The reason this section is called “Great Content” is because your content really does need to be of a high standard. Everyday millions of blog posts are published on the internet and with so much competition for our limited attention spans you really have to be creating blog posts people are going to want to read and perhaps even share on social media or on their own blogs.
For example, Erica Tannen, a former retail executive and founder of The-e-list.com, describes her site as “an excruciatingly opinionated guide to the Connecticut shoreline and best Connecticut shopping.” The hyper-local blog, which now has over 16,000 free e-newsletter subscribers (the money comes from ad revenues) and 74,000 monthly page views, includes reviews of restaurants, shops and tourist attractions, as well as notifications about sales and events.
Loved this article. I do get caught up with wasting time sharing to Twitter and Facebook and not seeing the traffic. I had my 1st Blogiversary in Nov 2014 and am getting a lot of positive feedback but not seeing the traffic. How do you get on some guest blog spots? We have an 1820 Farmhouse and do most of the work restoring the house and also I have a passion for cooking so I do a lot of food presentation and recipes. Love to hear what you think at BeFedAgain.com
In my opinion, the most important way to let yourself know is through networking. As an IT Professional for over 20 years (way before social media sites) I’d seen how human interaction has evolved, but the basics remain the same. Everyone wants to get known and recognized and if you want to get yourself or your product/services out there, you have to network with others respectfully and also help others. Networking is not a one-way street, you have to contribute by collaborating with others. This is how you get to promote yourself or a product/service.
Great article. I recently came into blogging. I hadn’t completed what quantity I had learnt from my initial try. currently, with the new diary, I started a few month alone, I’m seeing a rise in traffic on a daily basis that is kind of stunning and really exciting. therefore I even have been reading everywhere the way to legitimize a diary. Your article is superb and in-depth. Many thanks for sharing. I will be able to definitely take on some of your advice. Cheers Jamie!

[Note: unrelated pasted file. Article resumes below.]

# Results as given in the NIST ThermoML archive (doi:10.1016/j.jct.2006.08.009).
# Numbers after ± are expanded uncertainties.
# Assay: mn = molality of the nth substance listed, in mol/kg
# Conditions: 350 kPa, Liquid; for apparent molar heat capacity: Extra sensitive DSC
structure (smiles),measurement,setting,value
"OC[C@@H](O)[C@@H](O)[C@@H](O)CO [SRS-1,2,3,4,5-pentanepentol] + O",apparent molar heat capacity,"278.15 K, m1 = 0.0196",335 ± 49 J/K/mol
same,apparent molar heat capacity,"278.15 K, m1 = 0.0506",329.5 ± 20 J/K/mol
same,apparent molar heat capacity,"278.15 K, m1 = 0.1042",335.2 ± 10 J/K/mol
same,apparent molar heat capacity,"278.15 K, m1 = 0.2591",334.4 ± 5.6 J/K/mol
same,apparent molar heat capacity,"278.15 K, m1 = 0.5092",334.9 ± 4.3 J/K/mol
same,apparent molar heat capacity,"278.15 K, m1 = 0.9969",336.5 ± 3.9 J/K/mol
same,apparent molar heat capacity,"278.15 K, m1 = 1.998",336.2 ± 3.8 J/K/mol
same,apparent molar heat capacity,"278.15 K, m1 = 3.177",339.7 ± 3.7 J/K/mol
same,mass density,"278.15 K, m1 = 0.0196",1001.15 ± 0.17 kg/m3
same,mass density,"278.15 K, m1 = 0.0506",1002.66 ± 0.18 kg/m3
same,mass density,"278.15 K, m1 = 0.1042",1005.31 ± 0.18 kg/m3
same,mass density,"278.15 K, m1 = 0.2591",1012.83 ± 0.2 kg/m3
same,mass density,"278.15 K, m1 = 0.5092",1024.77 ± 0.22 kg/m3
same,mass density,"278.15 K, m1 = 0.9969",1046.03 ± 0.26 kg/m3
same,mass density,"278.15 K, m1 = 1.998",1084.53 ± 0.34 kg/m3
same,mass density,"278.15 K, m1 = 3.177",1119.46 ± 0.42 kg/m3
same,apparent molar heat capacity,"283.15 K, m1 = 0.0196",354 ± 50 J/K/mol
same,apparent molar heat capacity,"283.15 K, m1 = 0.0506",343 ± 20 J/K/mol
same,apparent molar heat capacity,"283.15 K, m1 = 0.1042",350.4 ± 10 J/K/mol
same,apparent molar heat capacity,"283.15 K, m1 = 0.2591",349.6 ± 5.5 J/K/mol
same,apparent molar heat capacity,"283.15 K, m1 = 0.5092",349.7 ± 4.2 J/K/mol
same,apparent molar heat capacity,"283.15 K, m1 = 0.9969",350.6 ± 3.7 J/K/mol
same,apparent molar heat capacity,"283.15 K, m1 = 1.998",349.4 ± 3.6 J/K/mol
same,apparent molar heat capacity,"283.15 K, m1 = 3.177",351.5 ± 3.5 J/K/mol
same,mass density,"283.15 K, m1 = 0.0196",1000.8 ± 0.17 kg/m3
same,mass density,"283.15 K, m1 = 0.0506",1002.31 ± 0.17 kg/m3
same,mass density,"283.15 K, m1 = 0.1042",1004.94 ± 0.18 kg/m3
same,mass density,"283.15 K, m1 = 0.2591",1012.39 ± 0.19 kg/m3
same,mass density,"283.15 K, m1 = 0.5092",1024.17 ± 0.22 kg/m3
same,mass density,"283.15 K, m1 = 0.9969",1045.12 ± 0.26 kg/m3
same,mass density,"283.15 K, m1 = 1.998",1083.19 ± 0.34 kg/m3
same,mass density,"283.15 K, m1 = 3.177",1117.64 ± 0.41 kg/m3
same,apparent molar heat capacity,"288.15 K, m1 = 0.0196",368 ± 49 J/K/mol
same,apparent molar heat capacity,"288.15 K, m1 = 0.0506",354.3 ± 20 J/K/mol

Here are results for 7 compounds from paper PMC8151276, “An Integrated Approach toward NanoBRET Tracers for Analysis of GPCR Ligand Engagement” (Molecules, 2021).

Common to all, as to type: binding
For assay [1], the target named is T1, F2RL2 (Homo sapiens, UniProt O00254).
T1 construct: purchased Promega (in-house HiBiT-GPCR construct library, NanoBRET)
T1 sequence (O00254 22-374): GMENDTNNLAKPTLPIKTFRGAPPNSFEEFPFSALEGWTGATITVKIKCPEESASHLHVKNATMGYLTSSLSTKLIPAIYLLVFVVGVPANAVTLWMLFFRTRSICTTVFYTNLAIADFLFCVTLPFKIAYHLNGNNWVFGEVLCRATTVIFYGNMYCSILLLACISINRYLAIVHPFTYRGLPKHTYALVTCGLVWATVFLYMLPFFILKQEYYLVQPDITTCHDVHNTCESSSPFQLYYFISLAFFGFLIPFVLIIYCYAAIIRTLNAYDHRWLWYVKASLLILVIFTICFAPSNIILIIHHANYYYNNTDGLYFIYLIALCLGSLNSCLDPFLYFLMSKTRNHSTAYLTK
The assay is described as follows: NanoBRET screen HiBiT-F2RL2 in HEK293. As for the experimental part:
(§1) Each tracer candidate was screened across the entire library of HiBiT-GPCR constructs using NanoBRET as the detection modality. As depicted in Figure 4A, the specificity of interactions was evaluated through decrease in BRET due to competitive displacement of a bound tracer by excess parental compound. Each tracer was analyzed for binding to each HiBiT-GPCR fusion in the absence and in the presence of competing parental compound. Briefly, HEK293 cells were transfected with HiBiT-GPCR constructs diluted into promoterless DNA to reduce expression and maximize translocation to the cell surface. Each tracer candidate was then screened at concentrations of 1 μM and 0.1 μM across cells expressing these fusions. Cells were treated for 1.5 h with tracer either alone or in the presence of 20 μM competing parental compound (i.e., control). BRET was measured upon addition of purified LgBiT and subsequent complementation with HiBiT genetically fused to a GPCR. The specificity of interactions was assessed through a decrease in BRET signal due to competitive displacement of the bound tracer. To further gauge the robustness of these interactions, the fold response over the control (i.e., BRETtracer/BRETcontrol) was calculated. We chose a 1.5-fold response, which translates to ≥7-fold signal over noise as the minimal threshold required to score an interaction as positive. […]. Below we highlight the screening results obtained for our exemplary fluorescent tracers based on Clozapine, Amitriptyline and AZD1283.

If you are using a free blog hosting service instead of your own domain name, you must provide high quality content with a limited number of relevant links or risk being shut down. If you are only interested in writing short, quick product reviews in order to earn money, you will need to host your own blog. Be warned that low-content, high-link blogs are a less reliable, though lower effort, way to earn money.
I mean, of course I’d come up with suitable content for Forbes should they wish to publish me, haha, but honestly we’d be happy with guest posting on even mildly popular travel blogs. The problem up to now, as I mentioned above, is that nobody wants to let us guest post, they want us to pay to do a sponsored post since our blog is attached to our business. If my blog was MexicoMike.com instead of http://blog.geckorockresort.com/ then it wouldn’t be an issue, but as soon as anyone sees the name of our business they incorrectly assume we’re loaded 🙂
I’m having a hard time wrapping my head around this one. I was blown away that you don’t have ads on your site. I have ads on my site and I’m reading along thinking your advice is to forget the ads and sell products. As a food blogger, my mind goes to e-cookbooks, actual hold-in-your-hand cookbooks, books on how to start a food blog and how to do food photography. But according to this post, those I should sell later…the cheaper products. I can’t think of what “services” I could offer, other than offering to come over and cook for them (not happening) and I’m not quite an expert at offering services of personally coaching someone’s food blog. Maybe I’m just too green for that 🙂 Am I missing the point?
My understanding is that you have to subscribe/pay for the business version of Word Press in order to use any of the monetizing functions. I think you should clearly state this in this article at the beginning. I think there is a degree of bait and switch here if people are just signing up for the free subscription and then finding out they have to pay for a subscription to make money. I am ok with that, it just needs to be stated up front everywhere.
As an affiliate marketer, you promote someone else’s product or service to your readers. You link to that product or service using your unique affiliate link. When, someone clicks through that link and makes a purchase (or completes a desired action set by the company), you earn a commission. There are thousands of affiliate programs to join. Some I participate in:
If you are interested in covering a broad topic that many people already write about, create multiple specialized blogs instead and link between them when the subjects overlap. For instance, if you are a nutrition expert, write one blog about healthy weight management, another one about child nutrition, and another about growing your own vegetables.
Make it easy for readers to browse – If you want more pageviews, you should make it as easy as possible for readers to read your other blog posts. You will want to make it easy for readers to find your blog homepage, categories, tags, search bar, and so on. Also, I recommend including links in every single one of your blog posts, so readers can easily find related topics.